Baseball's trade season is about to get a major facelift.
Major League Baseball and the MLB Players Association have agreed to eliminate the August waiver trade period in favor of a single non-waiver trade deadline day for all transactions on July 31, sources told Ken Rosenthal of The Athletic. The deadline-day change, one of several rule changes expected to be ratified by both the league and union after extensive negotiations this spring, will take effect this season.
It was the players' association that proposed unifying the separate deadline days, in part to "protect the competitive integrity of the" season, according to Rosenthal.
Under MLB's current trade rules, any players involved in a trade during the month of August must first clear revocable trade waivers, a lengthy process that is regulated by a convoluted set of rules. Many notable players have been dealt after passing through August waivers, including Justin Verlander in 2017.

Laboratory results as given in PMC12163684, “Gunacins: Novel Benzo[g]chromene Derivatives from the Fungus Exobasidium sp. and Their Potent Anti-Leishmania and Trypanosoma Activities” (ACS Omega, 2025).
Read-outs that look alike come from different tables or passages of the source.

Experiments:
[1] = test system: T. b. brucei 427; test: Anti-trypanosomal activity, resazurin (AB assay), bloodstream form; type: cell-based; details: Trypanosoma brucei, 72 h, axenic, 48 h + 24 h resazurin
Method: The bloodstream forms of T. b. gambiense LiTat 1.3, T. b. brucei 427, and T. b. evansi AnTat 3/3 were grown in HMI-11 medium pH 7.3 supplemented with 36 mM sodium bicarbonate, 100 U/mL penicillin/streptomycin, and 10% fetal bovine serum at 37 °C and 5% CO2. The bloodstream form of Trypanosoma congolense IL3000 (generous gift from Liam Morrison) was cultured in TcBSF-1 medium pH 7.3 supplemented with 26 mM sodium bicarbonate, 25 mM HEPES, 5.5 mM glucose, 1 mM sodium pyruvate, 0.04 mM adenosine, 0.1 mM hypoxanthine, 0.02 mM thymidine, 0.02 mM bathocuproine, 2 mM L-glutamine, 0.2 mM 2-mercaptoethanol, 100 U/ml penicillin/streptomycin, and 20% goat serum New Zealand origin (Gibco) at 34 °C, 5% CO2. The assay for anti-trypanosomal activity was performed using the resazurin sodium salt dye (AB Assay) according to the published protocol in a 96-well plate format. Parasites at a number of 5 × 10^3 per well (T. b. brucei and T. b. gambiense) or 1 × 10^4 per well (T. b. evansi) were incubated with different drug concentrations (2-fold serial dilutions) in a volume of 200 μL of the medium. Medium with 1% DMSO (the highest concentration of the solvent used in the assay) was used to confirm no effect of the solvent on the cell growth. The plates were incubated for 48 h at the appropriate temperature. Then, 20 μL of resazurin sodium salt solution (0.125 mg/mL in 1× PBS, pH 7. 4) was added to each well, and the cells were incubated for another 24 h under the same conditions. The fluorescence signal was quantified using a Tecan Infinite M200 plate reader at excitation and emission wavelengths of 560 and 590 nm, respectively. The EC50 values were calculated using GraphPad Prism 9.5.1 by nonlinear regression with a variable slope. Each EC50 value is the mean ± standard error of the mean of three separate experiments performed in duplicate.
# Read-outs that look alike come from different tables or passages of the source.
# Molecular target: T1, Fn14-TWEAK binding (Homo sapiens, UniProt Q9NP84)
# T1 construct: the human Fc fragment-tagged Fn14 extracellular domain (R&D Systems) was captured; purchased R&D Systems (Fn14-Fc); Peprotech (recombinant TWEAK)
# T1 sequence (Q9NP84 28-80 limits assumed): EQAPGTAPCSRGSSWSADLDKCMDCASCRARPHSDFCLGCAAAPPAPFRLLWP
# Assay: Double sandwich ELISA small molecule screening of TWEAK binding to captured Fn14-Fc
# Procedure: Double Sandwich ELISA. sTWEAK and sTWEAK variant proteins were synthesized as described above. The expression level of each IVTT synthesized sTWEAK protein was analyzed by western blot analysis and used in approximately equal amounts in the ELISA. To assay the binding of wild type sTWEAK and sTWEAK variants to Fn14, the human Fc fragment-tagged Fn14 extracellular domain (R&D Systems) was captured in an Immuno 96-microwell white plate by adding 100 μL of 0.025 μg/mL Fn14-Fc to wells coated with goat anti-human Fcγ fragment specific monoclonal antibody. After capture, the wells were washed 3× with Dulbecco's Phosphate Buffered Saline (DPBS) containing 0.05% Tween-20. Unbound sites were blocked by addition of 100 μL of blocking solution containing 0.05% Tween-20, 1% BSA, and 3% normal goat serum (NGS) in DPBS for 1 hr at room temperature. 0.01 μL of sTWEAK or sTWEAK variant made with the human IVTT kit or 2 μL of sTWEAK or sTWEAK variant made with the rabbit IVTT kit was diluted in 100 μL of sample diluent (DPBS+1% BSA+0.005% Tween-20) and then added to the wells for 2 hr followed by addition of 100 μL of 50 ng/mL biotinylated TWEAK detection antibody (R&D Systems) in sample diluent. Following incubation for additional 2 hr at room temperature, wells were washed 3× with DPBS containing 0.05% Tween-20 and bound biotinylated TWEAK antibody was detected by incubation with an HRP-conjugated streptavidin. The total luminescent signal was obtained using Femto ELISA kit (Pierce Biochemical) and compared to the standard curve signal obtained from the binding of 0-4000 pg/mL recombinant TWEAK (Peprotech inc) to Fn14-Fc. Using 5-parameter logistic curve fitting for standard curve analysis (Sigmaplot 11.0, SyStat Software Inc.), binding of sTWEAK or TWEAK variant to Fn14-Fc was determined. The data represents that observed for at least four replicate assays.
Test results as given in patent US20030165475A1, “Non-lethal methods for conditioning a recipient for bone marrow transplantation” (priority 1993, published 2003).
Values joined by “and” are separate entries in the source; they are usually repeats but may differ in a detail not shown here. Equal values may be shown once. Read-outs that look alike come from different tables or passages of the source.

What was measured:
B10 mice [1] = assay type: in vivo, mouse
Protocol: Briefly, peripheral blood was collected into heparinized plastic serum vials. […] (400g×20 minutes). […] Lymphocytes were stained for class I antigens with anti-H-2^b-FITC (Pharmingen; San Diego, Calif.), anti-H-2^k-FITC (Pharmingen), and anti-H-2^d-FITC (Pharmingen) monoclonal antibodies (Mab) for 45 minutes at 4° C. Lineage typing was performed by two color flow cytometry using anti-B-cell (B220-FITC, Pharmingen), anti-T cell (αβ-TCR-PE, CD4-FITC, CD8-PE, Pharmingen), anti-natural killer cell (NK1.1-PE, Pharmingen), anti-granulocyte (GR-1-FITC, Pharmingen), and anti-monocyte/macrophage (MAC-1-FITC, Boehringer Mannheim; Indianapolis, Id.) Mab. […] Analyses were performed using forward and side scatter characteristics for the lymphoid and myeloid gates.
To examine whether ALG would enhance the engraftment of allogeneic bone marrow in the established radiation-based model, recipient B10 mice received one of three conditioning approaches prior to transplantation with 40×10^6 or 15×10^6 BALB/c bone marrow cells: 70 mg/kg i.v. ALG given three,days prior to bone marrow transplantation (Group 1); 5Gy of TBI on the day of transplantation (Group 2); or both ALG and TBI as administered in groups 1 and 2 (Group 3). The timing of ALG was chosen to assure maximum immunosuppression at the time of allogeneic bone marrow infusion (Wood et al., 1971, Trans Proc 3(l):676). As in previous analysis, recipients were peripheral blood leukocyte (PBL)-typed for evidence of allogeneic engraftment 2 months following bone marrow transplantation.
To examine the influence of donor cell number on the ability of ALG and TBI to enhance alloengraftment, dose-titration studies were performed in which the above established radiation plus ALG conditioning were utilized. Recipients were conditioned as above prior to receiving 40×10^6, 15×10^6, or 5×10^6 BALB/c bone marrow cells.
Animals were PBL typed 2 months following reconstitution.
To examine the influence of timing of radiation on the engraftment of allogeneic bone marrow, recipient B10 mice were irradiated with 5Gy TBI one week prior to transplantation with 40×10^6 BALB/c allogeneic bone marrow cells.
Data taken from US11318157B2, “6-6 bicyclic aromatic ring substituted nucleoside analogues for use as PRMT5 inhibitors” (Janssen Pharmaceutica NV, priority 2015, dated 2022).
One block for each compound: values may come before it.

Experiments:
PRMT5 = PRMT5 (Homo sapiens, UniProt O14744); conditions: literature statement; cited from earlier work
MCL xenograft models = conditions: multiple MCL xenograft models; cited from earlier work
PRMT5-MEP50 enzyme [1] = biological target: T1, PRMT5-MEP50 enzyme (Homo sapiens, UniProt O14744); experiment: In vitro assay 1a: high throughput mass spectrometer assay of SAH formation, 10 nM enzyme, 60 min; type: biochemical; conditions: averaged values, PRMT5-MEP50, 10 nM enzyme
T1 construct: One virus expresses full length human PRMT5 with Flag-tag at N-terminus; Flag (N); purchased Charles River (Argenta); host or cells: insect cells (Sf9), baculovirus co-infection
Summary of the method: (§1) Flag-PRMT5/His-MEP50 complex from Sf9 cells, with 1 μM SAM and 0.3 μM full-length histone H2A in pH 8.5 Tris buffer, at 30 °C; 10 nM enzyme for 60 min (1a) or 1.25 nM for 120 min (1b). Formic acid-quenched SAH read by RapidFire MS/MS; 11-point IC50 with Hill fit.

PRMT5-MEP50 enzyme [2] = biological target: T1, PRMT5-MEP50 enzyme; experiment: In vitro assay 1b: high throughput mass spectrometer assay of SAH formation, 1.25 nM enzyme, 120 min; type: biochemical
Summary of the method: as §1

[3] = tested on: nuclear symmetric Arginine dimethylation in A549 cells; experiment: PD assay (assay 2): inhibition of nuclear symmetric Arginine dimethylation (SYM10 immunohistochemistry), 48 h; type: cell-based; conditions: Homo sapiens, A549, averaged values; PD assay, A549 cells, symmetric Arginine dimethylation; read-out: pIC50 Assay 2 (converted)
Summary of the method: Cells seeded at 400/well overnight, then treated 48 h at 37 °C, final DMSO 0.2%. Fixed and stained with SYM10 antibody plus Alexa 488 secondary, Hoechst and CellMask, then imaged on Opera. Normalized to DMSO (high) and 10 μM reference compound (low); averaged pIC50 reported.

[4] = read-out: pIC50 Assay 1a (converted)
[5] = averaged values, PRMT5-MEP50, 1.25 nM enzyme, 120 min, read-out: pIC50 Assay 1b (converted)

Right now, trades can still be made after Aug. 31, though players dealt in September are ineligible to appear in the postseason and such trades are usually minor.
By consolidating the deadlines, teams would no longer be able to make additional tweaks ahead of the September pennant race. The single deadline would effectively force teams to decide whether to buy or sell earlier, ideally spurring even more action on what is already a frantic July 31 deadline day.
Reaction to the pending changes was mixed. One general manager hailed the move, telling Rosenthal the August waiver process is "old, outdated, and weird." A different executive was not pleased, saying these changes would be a "huge mistake" and added that it might force contenders hit by injuries in August to rush prospects to the majors who might otherwise not be ready.
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